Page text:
Brooklyn District Attorney Charles Hynes is joining advocates for women in announcing a program that will let some female prisoners serve their sentences at home.
The Justice Home Program is the first of its kind allowing 45 women facing jail time for non-violent crimes to retain custody of their children while serving their sentences at home, Hynes said.
“The women will be able to stay home with their kids, they will plead guilty up front to a charge, that sentence will be held over their heads while they do things like work and nurture their children,” Hynes said.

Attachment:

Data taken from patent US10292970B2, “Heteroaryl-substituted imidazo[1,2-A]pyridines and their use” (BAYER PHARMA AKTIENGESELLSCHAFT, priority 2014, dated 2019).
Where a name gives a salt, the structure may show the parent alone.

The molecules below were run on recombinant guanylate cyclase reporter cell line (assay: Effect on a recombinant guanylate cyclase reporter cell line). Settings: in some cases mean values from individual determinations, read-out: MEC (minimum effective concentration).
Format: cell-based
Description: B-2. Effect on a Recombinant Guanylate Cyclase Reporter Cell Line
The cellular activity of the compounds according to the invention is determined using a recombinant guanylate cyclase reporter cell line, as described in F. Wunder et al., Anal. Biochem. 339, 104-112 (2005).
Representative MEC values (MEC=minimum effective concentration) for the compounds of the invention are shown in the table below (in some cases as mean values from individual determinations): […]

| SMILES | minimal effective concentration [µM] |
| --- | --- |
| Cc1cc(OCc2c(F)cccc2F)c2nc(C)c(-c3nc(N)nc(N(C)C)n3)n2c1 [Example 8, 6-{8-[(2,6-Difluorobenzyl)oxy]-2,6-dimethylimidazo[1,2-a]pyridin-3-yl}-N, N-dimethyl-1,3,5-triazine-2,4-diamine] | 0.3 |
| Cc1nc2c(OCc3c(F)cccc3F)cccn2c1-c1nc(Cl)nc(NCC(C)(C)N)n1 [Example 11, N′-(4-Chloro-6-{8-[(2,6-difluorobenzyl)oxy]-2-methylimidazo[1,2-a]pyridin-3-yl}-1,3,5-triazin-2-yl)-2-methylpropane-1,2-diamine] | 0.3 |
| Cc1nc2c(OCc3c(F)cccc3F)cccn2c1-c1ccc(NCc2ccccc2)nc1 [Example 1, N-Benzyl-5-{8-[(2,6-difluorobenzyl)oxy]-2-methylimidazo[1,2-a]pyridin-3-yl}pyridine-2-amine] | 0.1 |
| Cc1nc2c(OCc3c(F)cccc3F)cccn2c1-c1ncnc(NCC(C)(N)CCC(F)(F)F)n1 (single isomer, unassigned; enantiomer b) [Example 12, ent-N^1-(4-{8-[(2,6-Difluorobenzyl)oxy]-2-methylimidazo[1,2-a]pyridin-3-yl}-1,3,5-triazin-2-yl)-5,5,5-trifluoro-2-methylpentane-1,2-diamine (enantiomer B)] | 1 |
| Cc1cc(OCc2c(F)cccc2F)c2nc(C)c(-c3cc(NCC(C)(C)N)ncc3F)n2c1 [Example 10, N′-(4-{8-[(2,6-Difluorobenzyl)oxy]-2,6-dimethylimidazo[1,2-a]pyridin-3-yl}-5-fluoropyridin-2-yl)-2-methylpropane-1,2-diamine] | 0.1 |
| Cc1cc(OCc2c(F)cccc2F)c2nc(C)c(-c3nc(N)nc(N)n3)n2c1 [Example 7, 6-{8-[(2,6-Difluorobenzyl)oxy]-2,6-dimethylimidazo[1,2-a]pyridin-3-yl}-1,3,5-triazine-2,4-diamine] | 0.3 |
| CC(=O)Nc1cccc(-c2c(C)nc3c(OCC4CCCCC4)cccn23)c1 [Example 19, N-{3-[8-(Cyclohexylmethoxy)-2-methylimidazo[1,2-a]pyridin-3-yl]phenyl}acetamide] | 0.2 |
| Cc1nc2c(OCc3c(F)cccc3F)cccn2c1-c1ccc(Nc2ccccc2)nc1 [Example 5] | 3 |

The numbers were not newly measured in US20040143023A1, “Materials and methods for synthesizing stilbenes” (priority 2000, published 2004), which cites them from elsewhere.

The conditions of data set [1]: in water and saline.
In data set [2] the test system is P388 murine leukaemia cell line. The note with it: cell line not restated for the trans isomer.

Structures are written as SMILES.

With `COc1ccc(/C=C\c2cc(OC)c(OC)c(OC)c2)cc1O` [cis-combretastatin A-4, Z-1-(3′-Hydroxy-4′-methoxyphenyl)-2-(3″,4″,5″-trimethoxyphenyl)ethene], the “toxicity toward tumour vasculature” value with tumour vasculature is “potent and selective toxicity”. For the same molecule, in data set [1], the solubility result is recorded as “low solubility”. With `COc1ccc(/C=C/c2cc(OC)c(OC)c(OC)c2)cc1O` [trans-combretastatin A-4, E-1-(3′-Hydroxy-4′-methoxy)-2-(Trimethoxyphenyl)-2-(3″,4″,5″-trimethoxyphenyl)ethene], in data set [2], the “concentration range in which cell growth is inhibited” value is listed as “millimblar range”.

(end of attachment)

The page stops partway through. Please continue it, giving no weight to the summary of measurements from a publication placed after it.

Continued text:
The women will receive intensive supervision and treatment and spare their children the trauma of watching their mother being hauled off to jail, WCBS 880′s Irene Cornell reported.
“I think that we can improve public safety by reducing the likelihood that individuals will commit crime,” said Georgia Lerner, the director of the Women’s Prison Association. “We think that the person’s real life is the best place to practice different ways of dealing with situations and for her to learn how to navigate and reduce her involvement in criminal activity.”
For women who complete the program, the slate will be wiped clean, criminal charges dropped, Cornell reported.
Hynes said the program is cost effective, pointing out that it takes $34,000 a year to keep a mother and two children at home compared to $129,000 to send a woman to jail and her children to foster care.